And this was in what year?
Peter Cole:
Well, I came in ’58.
Joe Walsh:
Okay, 1958.
Peter Cole:
And that was the year that I entered the Makaha. I bought two cases of beer for the luau before with the judges and-
Joe Walsh:
That’s a great strategy by the way. I love that.
Peter Cole:
Yeah. If you’re in a contest, buy the judges a case of beer, you know.
Joe Walsh:
I like it.
Peter Cole:
And you’re going to win.
Niki Hurren:
Two case just to be sure.
Peter Cole:
Two cases.
Niki Hurren:
Yeah. Well, we just bring a keg.
Peter Cole:
Well, you know, that’s pretty hard to do though, when you’re by yourself. But yeah. We came in ’58. And then we surfed Waimea. Makaha. Makaha point surf was really a good wave when it gets big enough for that Makaha point surf.
Joe Walsh:
Tell me about your first trip coming to the North Shore. Like when you moved here you were teaching at Punahou.
Peter Cole:
Well, I came here in August. So there wasn’t any North Shore at the time. So when I first came here we surfed the [inaudible 00:29:47]. And we had some good surfers there. We had a guy named Conrad [Kuna 00:29:53] that was a real good surfer, at [inaudible 00:29:56], and then Gerry Lopez rode it real well. Jock Sutherland. These young kids that rode it real well.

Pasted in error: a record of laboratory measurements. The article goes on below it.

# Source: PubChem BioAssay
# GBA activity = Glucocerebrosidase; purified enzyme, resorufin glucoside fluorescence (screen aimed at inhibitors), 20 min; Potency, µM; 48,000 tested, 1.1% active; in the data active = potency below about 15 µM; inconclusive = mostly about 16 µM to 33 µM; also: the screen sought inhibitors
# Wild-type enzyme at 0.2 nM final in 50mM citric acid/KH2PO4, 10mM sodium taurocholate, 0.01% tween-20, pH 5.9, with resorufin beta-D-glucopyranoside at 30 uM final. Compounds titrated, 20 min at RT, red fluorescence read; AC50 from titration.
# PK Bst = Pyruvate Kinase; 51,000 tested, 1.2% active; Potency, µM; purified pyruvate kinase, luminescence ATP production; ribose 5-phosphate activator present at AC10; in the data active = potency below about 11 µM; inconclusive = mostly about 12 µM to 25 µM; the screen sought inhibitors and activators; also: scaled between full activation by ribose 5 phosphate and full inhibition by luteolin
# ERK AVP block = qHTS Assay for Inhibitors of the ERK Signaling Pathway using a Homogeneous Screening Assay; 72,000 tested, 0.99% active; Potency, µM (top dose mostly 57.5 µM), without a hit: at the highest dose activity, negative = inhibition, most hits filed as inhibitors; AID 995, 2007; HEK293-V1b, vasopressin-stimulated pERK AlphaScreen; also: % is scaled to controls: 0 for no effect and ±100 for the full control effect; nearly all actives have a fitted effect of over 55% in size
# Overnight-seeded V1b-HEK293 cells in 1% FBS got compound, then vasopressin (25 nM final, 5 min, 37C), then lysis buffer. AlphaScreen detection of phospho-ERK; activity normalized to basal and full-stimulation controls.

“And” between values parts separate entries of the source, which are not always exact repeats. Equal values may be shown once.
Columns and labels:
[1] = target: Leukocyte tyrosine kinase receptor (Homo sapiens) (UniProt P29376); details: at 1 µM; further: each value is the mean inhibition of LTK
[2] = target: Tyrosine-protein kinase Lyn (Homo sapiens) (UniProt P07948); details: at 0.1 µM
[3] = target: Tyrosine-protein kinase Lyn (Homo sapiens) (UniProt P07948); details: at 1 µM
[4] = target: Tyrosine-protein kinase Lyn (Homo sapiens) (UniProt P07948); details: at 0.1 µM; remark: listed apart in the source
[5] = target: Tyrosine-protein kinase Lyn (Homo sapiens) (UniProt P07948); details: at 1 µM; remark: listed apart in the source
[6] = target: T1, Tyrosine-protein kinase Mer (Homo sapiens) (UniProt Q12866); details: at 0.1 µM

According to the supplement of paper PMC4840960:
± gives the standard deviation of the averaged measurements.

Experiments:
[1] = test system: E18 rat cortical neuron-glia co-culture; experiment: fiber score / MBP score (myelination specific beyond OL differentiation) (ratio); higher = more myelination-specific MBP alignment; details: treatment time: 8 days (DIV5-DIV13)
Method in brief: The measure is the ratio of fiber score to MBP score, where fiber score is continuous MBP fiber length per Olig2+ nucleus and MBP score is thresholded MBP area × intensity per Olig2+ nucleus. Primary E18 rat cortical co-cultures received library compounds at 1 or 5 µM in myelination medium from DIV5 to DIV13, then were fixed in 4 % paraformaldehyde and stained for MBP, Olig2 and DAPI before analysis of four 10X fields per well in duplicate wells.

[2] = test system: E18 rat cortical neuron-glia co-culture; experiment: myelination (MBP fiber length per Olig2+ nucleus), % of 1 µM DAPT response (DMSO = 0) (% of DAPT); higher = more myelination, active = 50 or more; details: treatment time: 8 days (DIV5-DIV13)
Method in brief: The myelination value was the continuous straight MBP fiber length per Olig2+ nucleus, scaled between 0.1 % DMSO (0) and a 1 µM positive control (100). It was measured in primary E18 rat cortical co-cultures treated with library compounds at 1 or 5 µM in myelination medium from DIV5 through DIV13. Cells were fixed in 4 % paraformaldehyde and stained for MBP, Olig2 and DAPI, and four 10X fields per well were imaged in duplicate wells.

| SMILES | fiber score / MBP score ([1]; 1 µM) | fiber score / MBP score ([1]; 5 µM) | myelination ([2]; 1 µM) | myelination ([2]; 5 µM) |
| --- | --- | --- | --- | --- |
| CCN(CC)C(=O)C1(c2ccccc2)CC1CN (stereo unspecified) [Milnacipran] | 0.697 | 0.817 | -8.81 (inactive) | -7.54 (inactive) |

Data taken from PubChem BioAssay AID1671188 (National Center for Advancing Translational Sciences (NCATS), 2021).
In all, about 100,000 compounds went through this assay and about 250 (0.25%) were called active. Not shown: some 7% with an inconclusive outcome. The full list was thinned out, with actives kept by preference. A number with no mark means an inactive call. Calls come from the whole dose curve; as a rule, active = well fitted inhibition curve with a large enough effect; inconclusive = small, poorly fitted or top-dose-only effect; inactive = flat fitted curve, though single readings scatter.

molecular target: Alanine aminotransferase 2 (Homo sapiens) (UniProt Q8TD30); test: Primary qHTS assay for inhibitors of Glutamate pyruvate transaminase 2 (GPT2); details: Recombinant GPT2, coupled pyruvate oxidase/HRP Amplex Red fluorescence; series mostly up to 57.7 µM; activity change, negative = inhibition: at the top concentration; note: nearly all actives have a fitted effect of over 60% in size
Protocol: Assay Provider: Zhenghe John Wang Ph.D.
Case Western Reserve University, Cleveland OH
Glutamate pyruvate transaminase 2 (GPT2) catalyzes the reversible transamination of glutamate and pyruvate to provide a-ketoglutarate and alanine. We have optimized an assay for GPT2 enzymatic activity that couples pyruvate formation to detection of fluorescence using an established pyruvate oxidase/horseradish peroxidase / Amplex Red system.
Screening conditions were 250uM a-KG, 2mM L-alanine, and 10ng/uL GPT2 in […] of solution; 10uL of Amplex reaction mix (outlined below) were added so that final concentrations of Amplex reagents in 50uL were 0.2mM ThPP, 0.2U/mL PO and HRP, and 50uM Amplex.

And so I surfed that when I first came here. And then we started getting the winter coming in. And I surfed … A lot of people didn’t go out to the North Shore that much in those days, in ’58. Makaha was kind of the center of the surfing area in that time. Pipeline was just starting to be surfed. And Sunset was the place you went on the North Shore. And I remember going to Sunset the first day and that was it. Once I surfed Sunset that was my favorite spot and always has been.
Joe Walsh:
Fell in love.
Peter Cole:
That was just the ideal wave, you know. It was a real dynamic wave, and it was always more consistent and bigger than anywhere else on the North Shore, until it got too big, and then we went to Waimea. That’s when we’d ride Waimea, was when Sunset was closed out.
Joe Walsh:
How big does Sunset get?
Peter Cole:
You can ride it … It depends. If it’s coming out of the north northwest it will hold the wave about as, you can get a wave probably 15 feet. If it comes out of the west you’re limited to about a 10 or 12-foot peak.
Joe Walsh:
Now, 15 feet might be a little different for me than it is for you. 15 foot Hawaiian. What is that? Like-
Peter Cole:
Well.
Joe Walsh:
Are you-
Peter Cole: